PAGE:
Welcome to the Yurok Condor Program
The Yurok Condor Reintroduction Initiative is now in the final stages of the required, formal process associated with returning the culturally invaluable species to the heart of its historical range. A National Environmental Policy Act project review, which began in January, 2017, is the last hurdle before condors can be reintroduced into the Tribe’s ancestral territory. A favorable NEPA document will pave the way for the Tribe and its partners to build a release facility and release a managed flock of birds into the wild. to see what the Tribe has done to date to bring the condor back to Yurok Country.
Returning the California condor to the Pacific Northwest is part of the Yurok Tribe’s obligation to heal the world. Yurok people consider the condor a sacred animal. It has been spiritually tied to Yurok ceremonies since the beginning of the world. Its feathers are used and its songs are sung in the World Renewal ceremony, in which Yuroks pray and fast to balance the world. The condor is also critical for a flourishing ecosystem. In the absence of large mammalian carnivores such as grizzly bears and wolves, condors do the “lion’s share” of work in removing large, decaying carcasses from the ecosystem. They can tear tough hides to open large carcasses and make them accessible to other scavengers such as turkey vultures, ravens, raccoons, skunks, and foxes.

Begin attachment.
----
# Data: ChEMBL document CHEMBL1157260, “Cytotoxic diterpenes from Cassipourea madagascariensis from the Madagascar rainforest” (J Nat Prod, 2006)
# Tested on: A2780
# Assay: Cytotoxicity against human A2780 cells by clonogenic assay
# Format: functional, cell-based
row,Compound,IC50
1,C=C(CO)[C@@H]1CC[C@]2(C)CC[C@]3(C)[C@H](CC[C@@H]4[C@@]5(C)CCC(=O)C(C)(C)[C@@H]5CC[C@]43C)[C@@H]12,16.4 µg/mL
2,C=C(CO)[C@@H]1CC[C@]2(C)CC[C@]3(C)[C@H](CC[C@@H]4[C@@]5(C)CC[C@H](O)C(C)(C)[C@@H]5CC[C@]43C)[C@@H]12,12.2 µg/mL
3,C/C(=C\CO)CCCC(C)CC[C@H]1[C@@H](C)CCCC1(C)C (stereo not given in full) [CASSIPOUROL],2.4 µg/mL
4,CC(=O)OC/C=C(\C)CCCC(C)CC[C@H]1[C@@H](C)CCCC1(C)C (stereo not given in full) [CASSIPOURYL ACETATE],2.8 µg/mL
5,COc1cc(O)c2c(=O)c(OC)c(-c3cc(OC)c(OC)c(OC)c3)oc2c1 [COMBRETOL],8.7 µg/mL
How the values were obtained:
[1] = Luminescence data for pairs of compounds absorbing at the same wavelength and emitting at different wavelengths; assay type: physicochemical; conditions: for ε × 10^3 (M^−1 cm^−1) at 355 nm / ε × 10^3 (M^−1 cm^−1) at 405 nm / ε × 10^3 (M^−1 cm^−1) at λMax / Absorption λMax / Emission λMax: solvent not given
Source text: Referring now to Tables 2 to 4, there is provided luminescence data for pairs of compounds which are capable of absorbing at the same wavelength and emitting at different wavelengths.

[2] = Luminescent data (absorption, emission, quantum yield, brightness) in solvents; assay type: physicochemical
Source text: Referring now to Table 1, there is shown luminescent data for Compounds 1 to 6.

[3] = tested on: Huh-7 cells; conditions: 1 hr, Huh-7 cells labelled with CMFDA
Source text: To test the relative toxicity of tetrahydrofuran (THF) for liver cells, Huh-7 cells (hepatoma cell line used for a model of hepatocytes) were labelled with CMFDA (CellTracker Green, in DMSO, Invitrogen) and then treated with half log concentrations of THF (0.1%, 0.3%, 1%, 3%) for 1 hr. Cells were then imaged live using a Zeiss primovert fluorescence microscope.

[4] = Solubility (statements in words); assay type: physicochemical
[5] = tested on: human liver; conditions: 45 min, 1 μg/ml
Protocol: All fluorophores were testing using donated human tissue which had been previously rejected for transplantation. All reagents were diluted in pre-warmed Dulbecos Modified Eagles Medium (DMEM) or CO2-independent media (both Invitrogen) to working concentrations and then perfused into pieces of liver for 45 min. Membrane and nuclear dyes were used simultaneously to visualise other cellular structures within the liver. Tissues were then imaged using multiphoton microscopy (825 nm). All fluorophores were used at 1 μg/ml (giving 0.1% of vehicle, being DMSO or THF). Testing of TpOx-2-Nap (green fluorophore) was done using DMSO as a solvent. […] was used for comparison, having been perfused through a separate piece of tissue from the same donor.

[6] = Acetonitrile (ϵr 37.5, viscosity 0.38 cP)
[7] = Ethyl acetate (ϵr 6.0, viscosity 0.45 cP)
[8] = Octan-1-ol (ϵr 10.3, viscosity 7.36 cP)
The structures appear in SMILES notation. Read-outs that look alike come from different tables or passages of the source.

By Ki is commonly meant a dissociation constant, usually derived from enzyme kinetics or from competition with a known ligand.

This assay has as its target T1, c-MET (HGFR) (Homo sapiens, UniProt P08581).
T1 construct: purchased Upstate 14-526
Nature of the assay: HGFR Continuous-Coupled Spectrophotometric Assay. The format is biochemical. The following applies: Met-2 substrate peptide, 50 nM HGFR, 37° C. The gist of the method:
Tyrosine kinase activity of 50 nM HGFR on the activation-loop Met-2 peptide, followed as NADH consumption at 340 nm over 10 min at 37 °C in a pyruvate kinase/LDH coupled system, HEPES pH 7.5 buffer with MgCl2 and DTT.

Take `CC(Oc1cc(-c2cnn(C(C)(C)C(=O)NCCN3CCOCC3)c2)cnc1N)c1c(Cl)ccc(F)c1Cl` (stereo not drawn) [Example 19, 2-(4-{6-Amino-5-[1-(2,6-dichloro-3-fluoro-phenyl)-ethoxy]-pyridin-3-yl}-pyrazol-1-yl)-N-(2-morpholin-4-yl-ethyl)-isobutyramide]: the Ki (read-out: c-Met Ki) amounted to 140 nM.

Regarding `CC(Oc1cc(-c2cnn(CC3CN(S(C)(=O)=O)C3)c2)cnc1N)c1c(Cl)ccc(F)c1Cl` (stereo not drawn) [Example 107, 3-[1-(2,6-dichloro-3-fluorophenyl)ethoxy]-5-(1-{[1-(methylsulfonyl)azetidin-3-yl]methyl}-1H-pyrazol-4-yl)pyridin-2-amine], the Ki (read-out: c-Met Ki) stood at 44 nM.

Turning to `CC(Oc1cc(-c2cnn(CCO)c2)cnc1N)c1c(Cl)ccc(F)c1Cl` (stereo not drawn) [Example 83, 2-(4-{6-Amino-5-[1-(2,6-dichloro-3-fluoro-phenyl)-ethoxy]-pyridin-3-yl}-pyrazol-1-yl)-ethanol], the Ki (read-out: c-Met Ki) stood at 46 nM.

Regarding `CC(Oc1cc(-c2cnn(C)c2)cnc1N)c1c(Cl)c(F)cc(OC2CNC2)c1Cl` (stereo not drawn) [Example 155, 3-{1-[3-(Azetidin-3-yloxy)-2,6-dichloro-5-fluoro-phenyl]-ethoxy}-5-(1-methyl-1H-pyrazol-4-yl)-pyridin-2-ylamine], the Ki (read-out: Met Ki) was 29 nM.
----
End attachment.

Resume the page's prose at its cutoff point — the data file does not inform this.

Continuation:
Yurok Country is an ideal location in which to reintroduce condors, with relatively pristine habitat and miles of undeveloped forests, prairies, and beaches. Most of the extractive industries, such as timber, have run their course or have adopted more environmentally sound methods that would not adversely affect condors. The rugged, empty coastline and the barren, mountaintop meadows of the North Coast could provide vast soaring and foraging opportunities for the massive birds. Additionally, the rebound of California sea lions and gray whales would also produce ample food for condors. Evidence indicates that condors nested here on high-country cliff faces and in ancient redwoods, both of which are still here waiting for the species to take up residence again.
Yurok Tribe Wildlife Program biologists have confirmed that Yurok Ancestral Territory is indeed safe for reintroductions to begin. They have sampled seals and sea lions for organochlorine pesticides such as DDT and DDE, which negatively affect condor reproduction through the same thinning of eggshells as once threatened bald eagles, and found them to be lower than elsewhere in California. They also have trapped turkey vultures and ravens to test their blood for lead exposure from ingested ammunition. They have mapped potential condor habitat, conducted hunter education programs, and assessed potential release sites.